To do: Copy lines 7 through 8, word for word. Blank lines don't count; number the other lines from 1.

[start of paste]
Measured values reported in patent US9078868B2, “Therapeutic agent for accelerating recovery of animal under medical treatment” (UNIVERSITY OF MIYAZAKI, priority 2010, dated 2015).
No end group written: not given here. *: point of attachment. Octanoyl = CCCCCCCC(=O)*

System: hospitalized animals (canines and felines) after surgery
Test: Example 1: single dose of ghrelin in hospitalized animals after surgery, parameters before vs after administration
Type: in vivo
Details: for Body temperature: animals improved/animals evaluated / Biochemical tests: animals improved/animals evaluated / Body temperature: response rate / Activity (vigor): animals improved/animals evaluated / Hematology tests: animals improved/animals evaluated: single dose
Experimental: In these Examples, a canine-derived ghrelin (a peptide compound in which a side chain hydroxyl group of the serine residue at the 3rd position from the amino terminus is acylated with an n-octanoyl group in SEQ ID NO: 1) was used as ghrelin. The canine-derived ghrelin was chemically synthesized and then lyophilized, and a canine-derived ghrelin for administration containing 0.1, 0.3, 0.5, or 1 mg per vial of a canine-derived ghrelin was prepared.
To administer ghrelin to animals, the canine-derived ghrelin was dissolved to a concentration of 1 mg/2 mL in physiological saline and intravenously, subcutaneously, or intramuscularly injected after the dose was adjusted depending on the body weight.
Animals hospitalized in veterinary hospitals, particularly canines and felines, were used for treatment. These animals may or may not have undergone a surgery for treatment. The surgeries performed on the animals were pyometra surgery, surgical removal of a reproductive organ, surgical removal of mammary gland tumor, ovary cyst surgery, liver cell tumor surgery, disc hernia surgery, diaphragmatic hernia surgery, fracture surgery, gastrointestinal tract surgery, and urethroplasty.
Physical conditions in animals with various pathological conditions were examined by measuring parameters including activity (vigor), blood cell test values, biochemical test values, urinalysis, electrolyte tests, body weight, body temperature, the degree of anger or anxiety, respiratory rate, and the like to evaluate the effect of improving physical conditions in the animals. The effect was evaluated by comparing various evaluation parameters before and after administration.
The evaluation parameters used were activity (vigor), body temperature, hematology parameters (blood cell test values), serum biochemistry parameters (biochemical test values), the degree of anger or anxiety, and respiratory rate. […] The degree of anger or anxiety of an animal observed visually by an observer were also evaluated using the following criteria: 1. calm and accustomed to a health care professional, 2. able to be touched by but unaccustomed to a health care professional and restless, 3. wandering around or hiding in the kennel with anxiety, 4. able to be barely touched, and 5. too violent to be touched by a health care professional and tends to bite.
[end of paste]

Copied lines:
Experimental: In these Examples, a canine-derived ghrelin (a peptide compound in which a side chain hydroxyl group of the serine residue at the 3rd position from the amino terminus is acylated with an n-octanoyl group in SEQ ID NO: 1) was used as ghrelin. The canine-derived ghrelin was chemically synthesized and then lyophilized, and a canine-derived ghrelin for administration containing 0.1, 0.3, 0.5, or 1 mg per vial of a canine-derived ghrelin was prepared.
To administer ghrelin to animals, the canine-derived ghrelin was dissolved to a concentration of 1 mg/2 mL in physiological saline and intravenously, subcutaneously, or intramuscularly injected after the dose was adjusted depending on the body weight.